Next week I’m going to try something different. With companies and HR now questioning the value of formal performance review systems, I’m going to throw some design thinking concepts at it and see what emerges. The question is – can 11 HR professionals radically design think performance management or are they too close to the issue?
The Problem with Performance Reviews
I’ve never had a great performance review experience. I’ve even been part of developing some of those systems. The problem starts with the manager-employee dynamics, is exacerbated by the timelines and it often puts HR in the ‘hall monitor’ role of policing the process. Even if you get beyond the process flaws, you still encounter the interpersonal dynamics of not telling good employees how good they really are for fear they might ask for more money. This is balanced by glossing over weak areas and performance issues because the manager didn’t deal with them in a timely manner to begin with or s/he decides it’s too confronting to have a difficult conversation. We always forget that employees would prefer to know how to change their behaviour rather than being downsized or made redundant.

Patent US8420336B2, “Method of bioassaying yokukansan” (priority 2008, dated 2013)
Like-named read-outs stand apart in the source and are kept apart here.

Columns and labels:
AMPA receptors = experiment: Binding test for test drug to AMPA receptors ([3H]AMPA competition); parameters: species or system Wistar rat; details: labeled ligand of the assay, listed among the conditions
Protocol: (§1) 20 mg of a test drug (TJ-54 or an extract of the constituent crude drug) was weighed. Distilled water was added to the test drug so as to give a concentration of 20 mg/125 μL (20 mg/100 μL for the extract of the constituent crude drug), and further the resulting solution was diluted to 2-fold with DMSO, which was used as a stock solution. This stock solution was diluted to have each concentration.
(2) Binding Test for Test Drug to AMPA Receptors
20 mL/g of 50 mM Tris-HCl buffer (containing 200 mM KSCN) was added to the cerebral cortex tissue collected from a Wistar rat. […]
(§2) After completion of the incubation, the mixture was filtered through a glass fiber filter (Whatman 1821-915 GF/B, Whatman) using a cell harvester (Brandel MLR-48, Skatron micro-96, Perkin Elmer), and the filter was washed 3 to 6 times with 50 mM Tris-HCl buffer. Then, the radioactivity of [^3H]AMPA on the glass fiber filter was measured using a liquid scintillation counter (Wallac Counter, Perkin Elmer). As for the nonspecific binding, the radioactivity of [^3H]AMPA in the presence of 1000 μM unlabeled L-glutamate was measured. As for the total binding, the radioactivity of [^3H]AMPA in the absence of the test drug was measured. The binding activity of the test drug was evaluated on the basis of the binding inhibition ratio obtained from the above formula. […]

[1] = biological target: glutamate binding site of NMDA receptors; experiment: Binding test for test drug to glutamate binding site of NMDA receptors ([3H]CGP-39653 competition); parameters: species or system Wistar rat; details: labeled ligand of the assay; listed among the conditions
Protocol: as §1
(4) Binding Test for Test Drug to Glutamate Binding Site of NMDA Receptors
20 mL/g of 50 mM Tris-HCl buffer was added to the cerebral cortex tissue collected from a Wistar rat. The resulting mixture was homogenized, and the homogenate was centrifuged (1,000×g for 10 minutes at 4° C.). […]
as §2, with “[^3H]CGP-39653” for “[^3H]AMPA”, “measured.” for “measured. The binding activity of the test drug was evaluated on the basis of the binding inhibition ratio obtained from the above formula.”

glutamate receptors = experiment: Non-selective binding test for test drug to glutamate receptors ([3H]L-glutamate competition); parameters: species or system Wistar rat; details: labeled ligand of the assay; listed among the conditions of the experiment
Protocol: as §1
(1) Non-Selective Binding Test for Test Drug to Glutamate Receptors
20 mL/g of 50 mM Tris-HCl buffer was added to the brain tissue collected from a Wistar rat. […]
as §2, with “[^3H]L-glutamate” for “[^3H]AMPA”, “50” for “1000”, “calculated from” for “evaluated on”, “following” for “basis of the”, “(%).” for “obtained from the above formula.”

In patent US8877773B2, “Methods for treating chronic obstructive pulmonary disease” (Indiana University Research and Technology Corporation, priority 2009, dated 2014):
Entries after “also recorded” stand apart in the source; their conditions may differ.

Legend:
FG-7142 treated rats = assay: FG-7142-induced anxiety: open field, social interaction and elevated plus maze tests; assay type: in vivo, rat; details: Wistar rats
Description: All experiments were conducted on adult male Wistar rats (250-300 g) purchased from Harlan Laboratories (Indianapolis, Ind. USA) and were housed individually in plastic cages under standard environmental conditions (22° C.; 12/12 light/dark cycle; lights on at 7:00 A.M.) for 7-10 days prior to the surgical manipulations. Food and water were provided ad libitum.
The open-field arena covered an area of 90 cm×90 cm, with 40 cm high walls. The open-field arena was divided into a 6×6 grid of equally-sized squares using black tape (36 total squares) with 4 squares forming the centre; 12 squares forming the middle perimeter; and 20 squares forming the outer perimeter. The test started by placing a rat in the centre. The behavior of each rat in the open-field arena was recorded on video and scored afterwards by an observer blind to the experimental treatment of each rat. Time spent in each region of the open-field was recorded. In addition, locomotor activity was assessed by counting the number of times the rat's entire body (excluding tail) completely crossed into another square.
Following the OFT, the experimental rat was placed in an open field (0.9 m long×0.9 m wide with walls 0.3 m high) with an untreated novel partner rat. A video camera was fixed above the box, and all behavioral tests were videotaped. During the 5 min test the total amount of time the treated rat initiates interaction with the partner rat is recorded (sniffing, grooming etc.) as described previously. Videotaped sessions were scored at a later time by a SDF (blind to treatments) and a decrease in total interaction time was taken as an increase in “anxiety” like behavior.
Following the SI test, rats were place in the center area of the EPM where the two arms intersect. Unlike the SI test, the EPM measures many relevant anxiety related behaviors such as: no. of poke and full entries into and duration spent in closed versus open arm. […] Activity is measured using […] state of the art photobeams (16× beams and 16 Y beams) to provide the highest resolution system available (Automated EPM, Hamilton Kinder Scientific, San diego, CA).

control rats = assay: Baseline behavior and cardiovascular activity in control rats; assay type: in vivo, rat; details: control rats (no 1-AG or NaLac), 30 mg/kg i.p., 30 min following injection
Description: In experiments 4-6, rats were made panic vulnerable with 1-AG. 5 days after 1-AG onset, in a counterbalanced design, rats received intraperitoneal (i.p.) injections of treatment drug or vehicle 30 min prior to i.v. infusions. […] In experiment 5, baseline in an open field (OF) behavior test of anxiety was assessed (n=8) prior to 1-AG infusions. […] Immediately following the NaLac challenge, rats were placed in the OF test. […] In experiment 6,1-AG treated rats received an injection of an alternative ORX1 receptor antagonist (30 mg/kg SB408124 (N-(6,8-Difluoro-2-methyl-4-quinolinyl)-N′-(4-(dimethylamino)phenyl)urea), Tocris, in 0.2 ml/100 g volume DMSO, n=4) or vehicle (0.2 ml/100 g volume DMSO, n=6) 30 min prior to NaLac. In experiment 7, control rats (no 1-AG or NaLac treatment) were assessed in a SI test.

Involve Your Stakeholders
I really believe the solution to a successful performance/coaching discussion process between managers and their employees has to start with them. If you forgot everything you know about performance management best practices and just set a couple simple expectations, what could that interaction look like? Building buy in around a process has to start with involving those who are impacted by it – they need to be part of the creation.
One caveat: everything I’m saying in this post is predicated on companies already having managers with appropriate people and coaching skills. No company should even consider changing their current performance review system until their managers have the skills to have effective performance conversations. And performance management – responding to inappropriate and unproductive behaviour – is a completely different process from performance reviews.
Design Thinking a Solution
So next week, I am running a workshop where we will do just that as one of our activities. The non-negotiables are that a face to face conversation needs to occur between the manager and the employee once a quarter and that there be some record of what was discussed. What the result looks like – whether it’s an app, a form, a prototype, an interpretive dance or a haiku – doesn’t matter. The best result for any company is what their employees are prepared to do, support, fight for and see value in on their own – not because of HR.
I don’t expect to see a finished solution next week – we’ll barely have time to prototype – but I do expect to have planted some ideas in the minds of the HR participants. The revolution needs to start with them.